There’s an ongoing struggle between Mr. F and I. Or should I say between me and Mr. F’s inability to relax, to chill, to sit and do nothing. It seems like we are constantly on the go, even on vacation, we’re up with the sun to take full advantage of seeing everything we can see. Mr. F is a take charge, get things done kind of guy, whereas I like to enjoy each little moment. Fortunately, we manage to meet in the middle most days!
In these beautiful little paintings of simple lawn chairs, New Hampshire artist Cindy Rizza creates what seem to be reminders to take a seat, to savor a moment.
Wish I could tell you that we’re planning a chilled-out weekend but we’re currently on the road from California to Idaho Falls, Idaho, where we’ll be spending the next three months bouncing back and forth between The Grand Tetons, Yellowstone, and Jackson Hole. I guess we’ll relax when we’re old and gray!
As Mr. F and I travel, we are in search of a place to call home. In each new spot, we find something that we love. If we could, we would piece together our favorite breakfast place from Idaho, the farmer’s market in Southern Oregon, the hippie vibe of Joshua Tree, and the art scene of Seattle and plop them all down in the midst of high, snow-covered mountains to create that one, perfect spot.
The paintings of Tessa Greene O’Brien, with their pieced together, collage-like feel remind me of how every place is the sum of its parts.
I love the way O’Brien distills her abstracted landscapes down to simple shapes and forms. Every place has its issues, its complications, but just like falling in love with a person, falling in love with a place means you overlook the minor imperfections and focus on the larger beauties.
We’re currently in a state of limbo. That window when our time in one place is winding down while we’re beginning the journey on to the next. Right now, we have one foot in California and one ready to step into the car and head to Idaho!
Aquatints by Alyson Shotz. To see more of Alyson’s work, please visit her website. Or if you happen to be in the Bay Area, rush over to Ratio3 to see her work in the Zero to One on Paper show.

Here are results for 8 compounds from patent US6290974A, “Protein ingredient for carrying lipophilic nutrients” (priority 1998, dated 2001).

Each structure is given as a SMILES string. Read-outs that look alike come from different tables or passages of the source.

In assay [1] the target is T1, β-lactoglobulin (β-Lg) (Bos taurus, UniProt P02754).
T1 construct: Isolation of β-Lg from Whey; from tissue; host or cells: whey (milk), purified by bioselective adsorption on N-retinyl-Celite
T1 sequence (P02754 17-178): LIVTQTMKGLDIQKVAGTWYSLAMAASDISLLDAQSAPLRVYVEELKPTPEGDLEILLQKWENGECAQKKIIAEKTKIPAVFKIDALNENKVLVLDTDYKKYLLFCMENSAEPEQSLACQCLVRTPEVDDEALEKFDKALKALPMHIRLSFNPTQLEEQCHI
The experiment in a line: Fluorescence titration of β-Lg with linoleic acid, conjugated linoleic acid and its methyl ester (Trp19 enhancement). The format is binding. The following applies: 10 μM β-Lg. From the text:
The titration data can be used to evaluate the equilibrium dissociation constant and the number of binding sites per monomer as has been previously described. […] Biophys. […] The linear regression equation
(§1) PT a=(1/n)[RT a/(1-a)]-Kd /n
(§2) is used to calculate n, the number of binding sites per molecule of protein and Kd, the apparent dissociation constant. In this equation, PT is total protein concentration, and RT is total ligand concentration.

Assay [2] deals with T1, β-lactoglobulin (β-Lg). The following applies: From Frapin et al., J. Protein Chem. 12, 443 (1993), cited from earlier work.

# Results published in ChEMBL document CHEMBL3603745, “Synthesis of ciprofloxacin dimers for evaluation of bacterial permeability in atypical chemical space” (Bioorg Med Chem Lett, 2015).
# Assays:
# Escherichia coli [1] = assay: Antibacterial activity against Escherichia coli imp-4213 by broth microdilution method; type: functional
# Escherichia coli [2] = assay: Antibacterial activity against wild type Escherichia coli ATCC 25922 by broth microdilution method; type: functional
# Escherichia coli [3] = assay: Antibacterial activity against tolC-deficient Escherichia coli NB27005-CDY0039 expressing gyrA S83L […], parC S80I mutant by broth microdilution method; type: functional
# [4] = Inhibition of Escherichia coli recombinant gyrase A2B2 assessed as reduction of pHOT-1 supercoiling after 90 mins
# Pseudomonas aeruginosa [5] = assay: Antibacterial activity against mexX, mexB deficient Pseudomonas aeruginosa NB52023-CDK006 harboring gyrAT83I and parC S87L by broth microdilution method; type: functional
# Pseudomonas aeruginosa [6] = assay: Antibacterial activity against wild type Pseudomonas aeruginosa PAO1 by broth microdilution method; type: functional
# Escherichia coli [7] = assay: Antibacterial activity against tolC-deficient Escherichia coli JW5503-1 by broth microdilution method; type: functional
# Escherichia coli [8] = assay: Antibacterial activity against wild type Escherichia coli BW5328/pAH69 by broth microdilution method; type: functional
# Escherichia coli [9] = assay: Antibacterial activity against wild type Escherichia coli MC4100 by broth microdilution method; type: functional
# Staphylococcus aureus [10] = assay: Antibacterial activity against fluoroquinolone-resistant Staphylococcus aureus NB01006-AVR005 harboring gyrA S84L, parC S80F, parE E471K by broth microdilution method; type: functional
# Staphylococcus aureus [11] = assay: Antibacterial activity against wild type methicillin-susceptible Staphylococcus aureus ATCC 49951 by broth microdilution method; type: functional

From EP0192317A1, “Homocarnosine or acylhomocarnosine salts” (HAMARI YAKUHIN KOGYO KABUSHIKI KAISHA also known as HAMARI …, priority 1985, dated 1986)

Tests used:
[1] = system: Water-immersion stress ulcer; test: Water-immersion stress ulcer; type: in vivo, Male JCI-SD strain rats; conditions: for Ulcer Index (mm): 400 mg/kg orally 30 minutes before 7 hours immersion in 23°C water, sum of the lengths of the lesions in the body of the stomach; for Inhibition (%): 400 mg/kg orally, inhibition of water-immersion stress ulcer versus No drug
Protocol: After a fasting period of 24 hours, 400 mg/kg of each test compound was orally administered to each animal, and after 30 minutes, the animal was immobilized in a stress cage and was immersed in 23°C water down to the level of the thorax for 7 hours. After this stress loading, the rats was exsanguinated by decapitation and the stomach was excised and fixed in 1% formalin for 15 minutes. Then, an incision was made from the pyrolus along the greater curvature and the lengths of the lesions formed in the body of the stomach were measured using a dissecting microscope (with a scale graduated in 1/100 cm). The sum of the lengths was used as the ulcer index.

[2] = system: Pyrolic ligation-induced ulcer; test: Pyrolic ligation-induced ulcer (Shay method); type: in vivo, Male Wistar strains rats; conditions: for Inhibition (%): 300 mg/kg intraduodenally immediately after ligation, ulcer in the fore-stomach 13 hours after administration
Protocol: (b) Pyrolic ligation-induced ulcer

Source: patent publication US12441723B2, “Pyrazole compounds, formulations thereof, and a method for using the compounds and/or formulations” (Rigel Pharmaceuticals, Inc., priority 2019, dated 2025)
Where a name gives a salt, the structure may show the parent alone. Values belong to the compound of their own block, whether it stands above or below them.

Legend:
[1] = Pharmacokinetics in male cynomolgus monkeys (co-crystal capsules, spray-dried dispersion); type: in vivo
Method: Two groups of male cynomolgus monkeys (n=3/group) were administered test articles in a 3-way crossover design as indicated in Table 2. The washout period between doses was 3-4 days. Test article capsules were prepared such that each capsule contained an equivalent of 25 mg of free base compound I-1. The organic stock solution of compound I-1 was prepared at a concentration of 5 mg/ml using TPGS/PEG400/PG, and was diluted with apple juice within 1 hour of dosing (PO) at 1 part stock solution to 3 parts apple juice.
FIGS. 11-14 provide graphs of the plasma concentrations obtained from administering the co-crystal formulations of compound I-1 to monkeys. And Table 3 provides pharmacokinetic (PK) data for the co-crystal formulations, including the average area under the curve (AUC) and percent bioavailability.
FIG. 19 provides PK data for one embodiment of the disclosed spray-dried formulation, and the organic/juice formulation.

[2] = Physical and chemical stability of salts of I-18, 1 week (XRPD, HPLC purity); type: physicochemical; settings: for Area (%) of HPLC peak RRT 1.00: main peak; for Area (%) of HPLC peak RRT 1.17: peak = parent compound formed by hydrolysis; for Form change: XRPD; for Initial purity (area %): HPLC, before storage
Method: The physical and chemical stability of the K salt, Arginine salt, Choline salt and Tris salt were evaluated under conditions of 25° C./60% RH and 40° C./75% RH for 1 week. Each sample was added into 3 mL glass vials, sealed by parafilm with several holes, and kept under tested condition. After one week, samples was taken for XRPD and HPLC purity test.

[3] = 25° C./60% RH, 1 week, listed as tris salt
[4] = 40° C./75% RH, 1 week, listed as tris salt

There often two sides to every story. And every place. As we travel and live in so many different places, we see the good and the not so good in each. In his Weaving Landscapes, Toronto artist Shawn Skeir creates dynamic, dual personality landscapes that read as two distinct glimpses of one whole.
It can be strange the way we can move so effortlessly between worlds, blending seamlessly from work to home, city to country. In these paintings by Polish artist Grazyna Smalej, small figures seem to slip in and out of the abstracted backgrounds.
Sometimes it can feel like we’re stuck in one world, unable to move over to the next. Or maybe we’re slowly, imperceptibly dissolving over, the way Smalej’s figures seem to stand alone and yet blend in. They are on the verge.
The abstract paintings by San Francisco artist Jenny Sharaf with their oozing, liquified color remind me of the freedom to be found in the melting away of our perceived orderly lives.
I’m a list maker. A bed maker. A straighten up before bed type. In some respects, it works for me– it makes me very good at my freelance work. On the other hand, it can make me a bit annoying to live with, but Mr. F thankfully puts up with my quirky type-Aness. Our traveling together has helped me to melt away of some of that. Things can’t always be just so. And I need to learn to enjoy the times when the state of our lives is in a less ordered state. If there were more structure, there would also be less freedom, less adventure. I’ll take the melting.
Busyness. For a long time we seemed to pride ourselves on it, comparing schedules at dinner parties like trading war stories. Somewhere along the line we were brainwashed into thinking busyness = importance, worth, value.
But really the opposite is true. When we are whirring through life, we fail to notice the gleam of the sunlight through flower petals, the slow pace of the clouds, the need in the eyes of a stranger.
The paintings of Albuquerque artist Tracy Rocca arise “from a conscious effort to slow down“. In applying thin glazes of color, Rocca arrives at these luminous, pulsating paintings. Like blown out photographs after a camera shutter opened too long, they seem to take the world in but with a slower, more mindful glance. Our eyes search for their focus, gently, lazily.
Monochromatic. Neutral. Boring. Does it ever seem like life just flows from one ordinary and unremarkable day into the next? In a world dominated by screens and engines, we’ve created a universe that seems devoid of real life and color.
Barcelona artist Yago Hortal embraces the color many of us run from. In fact, his work seems to revel in all its brash boldness and audacity.
It seems like we try to curb the color in our lives, perhaps not literal but metaphorically. That friend, she’s way too “out there”, so we minimize the time we spend with her. We homogenize our relationships so that everyone we interact with looks like us, talks like us, thinks like us. So much sameness that it becomes jarring to encounter anyone who is different. But it is those differences that enrich us and teach us. Let’s embrace the color in our lives, no matter what hue it may be!
Philo said, “Be kind, for everyone you meet is fighting a hard battle.” We all have our pain and struggles that we carry around with us. But some of us are better than others at hiding our battle scars.
These paintings by Brazilian artist Marta Penter called to my mind the thought of the lonely and hurting who walk among us. We can’t see the pain behind their smiles, the wounds beyond the laughter. Every one of us is one of them. Some days we might be carry our blues more prominently than others, but they are always there, just beneath the surface.